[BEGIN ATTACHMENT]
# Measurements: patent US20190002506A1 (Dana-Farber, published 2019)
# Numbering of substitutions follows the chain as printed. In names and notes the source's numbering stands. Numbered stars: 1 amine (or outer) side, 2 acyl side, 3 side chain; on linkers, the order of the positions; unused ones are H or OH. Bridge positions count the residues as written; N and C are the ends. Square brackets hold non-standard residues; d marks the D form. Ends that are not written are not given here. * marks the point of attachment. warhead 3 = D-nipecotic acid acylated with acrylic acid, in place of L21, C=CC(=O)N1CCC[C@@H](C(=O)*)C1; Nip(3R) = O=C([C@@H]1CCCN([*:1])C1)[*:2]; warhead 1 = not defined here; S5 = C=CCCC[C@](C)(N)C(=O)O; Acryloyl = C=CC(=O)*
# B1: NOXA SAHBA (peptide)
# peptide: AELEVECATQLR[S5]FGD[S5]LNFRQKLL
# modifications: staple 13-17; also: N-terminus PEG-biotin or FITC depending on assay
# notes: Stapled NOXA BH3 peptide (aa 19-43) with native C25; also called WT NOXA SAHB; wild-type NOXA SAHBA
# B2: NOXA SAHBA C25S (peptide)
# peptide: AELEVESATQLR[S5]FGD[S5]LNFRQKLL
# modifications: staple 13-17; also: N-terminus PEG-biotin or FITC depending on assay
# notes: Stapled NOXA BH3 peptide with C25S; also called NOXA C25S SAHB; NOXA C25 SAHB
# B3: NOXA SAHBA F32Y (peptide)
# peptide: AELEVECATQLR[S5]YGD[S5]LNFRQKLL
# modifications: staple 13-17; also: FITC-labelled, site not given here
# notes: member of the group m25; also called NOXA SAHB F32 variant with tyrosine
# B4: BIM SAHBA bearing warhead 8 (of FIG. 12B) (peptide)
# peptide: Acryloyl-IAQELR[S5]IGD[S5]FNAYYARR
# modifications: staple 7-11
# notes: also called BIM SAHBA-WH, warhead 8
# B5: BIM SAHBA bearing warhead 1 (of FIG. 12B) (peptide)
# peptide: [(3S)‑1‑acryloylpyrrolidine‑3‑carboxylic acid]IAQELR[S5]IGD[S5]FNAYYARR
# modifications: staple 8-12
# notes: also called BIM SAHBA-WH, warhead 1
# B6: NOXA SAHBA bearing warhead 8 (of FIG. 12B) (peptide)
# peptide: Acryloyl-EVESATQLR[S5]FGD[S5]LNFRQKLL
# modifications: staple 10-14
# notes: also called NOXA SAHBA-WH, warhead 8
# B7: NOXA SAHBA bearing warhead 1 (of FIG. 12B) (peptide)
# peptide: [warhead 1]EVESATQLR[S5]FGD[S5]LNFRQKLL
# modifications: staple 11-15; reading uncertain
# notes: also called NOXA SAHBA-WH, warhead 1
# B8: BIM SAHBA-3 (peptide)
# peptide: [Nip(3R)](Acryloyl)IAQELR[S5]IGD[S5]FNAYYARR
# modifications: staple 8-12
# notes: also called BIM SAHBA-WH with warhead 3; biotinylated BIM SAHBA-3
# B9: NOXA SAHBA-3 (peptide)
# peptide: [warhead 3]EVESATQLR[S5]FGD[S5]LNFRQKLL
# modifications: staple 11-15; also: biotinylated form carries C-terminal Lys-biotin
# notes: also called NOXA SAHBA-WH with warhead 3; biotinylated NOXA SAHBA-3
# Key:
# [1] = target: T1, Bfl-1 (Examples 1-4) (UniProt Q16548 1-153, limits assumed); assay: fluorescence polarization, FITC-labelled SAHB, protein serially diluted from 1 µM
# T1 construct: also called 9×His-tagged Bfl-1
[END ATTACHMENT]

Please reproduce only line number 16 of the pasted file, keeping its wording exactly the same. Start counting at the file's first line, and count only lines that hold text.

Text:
# peptide: Acryloyl-IAQELR[S5]IGD[S5]FNAYYARR